Liszt statue in Toronto

A whole-figure statue of Ferenc Liszt has been inaugurated at the Royal Conservatory of Music in Toronto. Jeff Embleton the Manager of Public Relations mailed me the photo of the 7 feet (2.25m) tall sculpture which was generously donated by Mr. Tamás Fekete, a Canadian with Hungarian roots, who arrived to Canada after 1956. Mr. Fekete already donated a similarly whole-figure bronze statue of Béla Bartók to the institution

The sculptor is also Hungarian, Géza Stremeny. His works include the statue of interwar Prime Minister Count István Bethlen in Buda Castle and Count Lajos Batthyány, head of the country’s first government, on the Budapest square bearing his name. The statue was transported to Canada by air, where it was unveiled in the Conservatory building. At the ceremony one of the speakers was noted Canadian Liszt expert Alan Walker.

Ferenc Liszt, this 19th century piano virtuoso and composer, is popular in Hungary. Budapest Airport was named after him, and he is considered a great Hungarian. Recently questions were raised about his true identity, since many in neighboring Austrian consider him Austrian, and in Germany many think that he is an ethnic German.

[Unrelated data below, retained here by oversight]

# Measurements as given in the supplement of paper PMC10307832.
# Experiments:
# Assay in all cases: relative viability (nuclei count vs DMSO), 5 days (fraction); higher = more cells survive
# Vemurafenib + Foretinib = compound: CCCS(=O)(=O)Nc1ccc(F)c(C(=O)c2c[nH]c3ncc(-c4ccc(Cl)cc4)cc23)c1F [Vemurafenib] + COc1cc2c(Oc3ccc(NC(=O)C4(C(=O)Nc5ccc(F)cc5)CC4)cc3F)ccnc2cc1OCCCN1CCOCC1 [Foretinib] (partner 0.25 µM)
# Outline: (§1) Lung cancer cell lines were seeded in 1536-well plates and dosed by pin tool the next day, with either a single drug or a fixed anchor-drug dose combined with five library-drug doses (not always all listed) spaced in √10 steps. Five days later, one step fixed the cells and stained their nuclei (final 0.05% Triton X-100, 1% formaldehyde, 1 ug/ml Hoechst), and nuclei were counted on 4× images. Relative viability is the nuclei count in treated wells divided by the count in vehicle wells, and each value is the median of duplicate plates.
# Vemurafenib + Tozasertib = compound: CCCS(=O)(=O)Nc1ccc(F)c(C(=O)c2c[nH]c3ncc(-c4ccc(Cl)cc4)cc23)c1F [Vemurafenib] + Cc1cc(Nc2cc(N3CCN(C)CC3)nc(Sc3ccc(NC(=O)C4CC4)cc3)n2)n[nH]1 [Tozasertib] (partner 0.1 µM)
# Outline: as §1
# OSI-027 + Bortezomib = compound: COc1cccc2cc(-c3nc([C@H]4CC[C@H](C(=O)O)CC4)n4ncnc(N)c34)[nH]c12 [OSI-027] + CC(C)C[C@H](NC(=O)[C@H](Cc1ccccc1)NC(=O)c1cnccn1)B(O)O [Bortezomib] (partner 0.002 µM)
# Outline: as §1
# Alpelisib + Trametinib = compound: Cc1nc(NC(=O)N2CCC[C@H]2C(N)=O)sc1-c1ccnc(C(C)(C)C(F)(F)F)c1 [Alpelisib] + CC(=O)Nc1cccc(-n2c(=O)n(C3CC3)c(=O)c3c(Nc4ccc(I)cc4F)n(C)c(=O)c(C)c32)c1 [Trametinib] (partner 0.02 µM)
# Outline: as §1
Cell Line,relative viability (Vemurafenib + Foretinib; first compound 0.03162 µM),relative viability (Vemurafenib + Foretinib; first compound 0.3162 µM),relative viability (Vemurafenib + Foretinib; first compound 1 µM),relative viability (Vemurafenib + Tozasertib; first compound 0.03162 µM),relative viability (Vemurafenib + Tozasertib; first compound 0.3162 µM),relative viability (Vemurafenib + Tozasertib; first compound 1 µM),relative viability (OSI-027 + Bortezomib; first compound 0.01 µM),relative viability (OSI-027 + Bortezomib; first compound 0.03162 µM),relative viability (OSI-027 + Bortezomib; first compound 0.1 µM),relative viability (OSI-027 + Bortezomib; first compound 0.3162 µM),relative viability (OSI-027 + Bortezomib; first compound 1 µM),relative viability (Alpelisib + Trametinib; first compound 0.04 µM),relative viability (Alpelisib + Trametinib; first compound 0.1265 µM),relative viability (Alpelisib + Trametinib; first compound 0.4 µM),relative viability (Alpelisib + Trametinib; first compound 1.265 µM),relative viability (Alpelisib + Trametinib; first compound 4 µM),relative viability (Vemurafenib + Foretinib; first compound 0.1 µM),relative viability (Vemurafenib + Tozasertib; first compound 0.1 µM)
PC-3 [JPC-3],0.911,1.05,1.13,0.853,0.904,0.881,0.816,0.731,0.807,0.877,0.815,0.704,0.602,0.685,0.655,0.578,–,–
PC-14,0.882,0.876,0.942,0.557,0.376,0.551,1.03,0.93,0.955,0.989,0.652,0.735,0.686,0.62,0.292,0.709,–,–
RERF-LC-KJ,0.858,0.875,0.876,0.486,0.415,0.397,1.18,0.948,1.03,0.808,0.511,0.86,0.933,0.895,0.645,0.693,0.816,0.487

The Liszt statue was donated by Mr. Tamás Fekete.

The Liszt statue was donated by Mr. Tamás Fekete.

When his birthplace, the small Austrian town of Raiding (Doborján in Hungarian) celebrated the 200th anniversary of his birth, they staged a series of music events called Lisztomania. The organizers carefully side-stepped the touchy issue of nationality by describing Liszt as “the European genius from Raiding.”

While Liszt had Hungarian travel documents, his family and children had no connection to the country. His famous daughter Cosima married über-German Richard Wagner and considered herself German; she never mentioned her Hungarian roots.

Ferenc (or Franz) Liszt on one of his memorable concerts in Pest announced to the audience – “I’m Hungarian”. His admirers jumped up and rewarded the Maestro with a standing ovation for this declaration of “Hungarianness.” He actually said “Je suis hongrois” in French, since the great pianist didn’t speak a word of Hungarian. Yet he was dressed in a traditional Hungarian costume, and a group of noblemen presented him with a symbolic saber.

The Royal Conservatory of Music has another connection to Hungary. Peter Simon, the Conservatory’s president is a Hungarian-born Canadian, he took over the institution in 1991 and made it a great success.

Congratulations for the new Liszt statue!

György Lázár


  1. Avatar László Rudas says:

    Congratulations to the new statue!

  2. Avatar thomas fekete says:

    thank you very much for the publicity

Leave a Reply

Your email address will not be published. Required fields are marked *